I would imagine this place is MUCH more like Arlington if, as it says, it's a cemetery. Maybe there are ashes there. For the most part, nobody's body, any part of it, is at Yasukuni, though people may commune with ancestors at both places.

4 ( +5 / -1 )

A national cemetery for WW II is closed

No, it isn't.

Good for these two people coming to pay their respects.

5 ( +6 / -1 )

Job well done Secretaries Kerry and Hagel.

I see this as a small but meaningful gesture toward encouraging greater focus on Chidorigafuchi as the best place to appropriately pay tribute to Japan's fallen soldiers.

7 ( +7 / -0 )

nice gesture.

4 ( +4 / -0 )

Just some political PR really. Meanwhile Kerry & Hagel continue with US military presence in the middle East where 100's of thousands have been killed already.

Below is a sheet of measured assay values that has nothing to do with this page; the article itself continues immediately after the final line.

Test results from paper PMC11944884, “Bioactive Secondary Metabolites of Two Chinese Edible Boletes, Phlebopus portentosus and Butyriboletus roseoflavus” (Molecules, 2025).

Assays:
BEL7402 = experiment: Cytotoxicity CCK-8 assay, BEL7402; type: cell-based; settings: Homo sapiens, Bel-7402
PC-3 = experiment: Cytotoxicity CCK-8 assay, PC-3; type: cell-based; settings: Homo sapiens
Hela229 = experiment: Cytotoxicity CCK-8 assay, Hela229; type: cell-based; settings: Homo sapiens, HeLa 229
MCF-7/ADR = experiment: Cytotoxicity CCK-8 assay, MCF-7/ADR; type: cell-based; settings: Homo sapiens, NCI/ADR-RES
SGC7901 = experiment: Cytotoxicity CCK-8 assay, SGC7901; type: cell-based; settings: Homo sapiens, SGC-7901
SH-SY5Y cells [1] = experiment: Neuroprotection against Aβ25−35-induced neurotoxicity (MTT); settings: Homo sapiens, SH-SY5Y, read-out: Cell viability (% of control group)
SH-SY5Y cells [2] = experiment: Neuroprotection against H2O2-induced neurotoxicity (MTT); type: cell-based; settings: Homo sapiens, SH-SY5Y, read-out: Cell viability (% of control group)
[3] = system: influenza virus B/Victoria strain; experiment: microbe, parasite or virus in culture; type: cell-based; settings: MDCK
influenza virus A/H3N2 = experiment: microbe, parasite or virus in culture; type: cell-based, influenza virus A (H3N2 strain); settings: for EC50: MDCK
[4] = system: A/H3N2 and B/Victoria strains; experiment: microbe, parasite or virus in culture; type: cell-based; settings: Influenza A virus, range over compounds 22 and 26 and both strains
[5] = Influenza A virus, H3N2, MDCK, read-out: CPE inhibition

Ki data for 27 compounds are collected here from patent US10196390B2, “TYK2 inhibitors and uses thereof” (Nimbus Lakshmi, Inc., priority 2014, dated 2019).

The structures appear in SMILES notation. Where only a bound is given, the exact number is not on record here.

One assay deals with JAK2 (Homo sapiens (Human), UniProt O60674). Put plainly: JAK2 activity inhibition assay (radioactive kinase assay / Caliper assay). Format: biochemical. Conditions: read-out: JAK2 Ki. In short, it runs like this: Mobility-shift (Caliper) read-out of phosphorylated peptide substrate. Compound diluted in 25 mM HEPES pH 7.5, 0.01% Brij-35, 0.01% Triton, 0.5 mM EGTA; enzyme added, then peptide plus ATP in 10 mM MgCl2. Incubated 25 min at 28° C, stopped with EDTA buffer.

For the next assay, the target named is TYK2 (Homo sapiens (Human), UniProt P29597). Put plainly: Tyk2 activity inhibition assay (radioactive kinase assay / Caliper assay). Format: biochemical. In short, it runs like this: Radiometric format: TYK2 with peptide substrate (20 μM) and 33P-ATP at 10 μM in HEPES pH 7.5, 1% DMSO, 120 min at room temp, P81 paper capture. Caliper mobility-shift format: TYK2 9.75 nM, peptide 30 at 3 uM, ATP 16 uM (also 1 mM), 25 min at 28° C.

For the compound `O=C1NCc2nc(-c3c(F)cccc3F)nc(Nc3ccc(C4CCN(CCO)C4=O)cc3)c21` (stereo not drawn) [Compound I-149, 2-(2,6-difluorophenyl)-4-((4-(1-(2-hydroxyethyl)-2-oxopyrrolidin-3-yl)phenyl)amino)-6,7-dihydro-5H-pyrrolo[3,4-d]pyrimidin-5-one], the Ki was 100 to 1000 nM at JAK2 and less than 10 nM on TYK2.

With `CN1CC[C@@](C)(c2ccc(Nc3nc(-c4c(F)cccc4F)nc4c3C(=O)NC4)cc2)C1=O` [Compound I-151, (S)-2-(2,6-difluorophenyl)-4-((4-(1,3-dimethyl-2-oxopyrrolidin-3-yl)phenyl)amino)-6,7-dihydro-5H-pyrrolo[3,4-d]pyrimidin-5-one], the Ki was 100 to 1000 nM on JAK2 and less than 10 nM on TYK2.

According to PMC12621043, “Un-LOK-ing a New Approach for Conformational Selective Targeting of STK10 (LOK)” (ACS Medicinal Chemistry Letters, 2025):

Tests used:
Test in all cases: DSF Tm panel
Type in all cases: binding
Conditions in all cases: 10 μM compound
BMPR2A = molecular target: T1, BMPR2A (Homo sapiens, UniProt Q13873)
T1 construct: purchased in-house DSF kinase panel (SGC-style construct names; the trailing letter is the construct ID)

-3 ( +2 / -5 )

Unlike Arlington, Yasukuni’s caretakers promote a view of history that is controversial even at home, with the accompanying Yushukan museum staunchly defending much of Japan’s wartime record.

I'm Korean but I didn't care much for Yasukuni nor did I agree with the Korean government's condemnation of it, thinking it was basically Japan's national cemetery (albeit religious) so what's the big fuss. It was only recently (and through this site) that I learnt that it has a museum that displays the suicide bomber planes and other artifacts in a way that could be interpreted as glorifying its wartime past.

I still don't feel too strongly about Yasukuni and Japan shouldn't have to take orders from China and Korea, but I do think it would be a wonderful gesture of goodwill if Chidorigafuchi was made the focus next August rather than the controversial Yasukuni.

4 ( +7 / -3 )

A small gesture to keep US bases and hegemony in the region and arms traders happy.

0 ( +3 / -3 )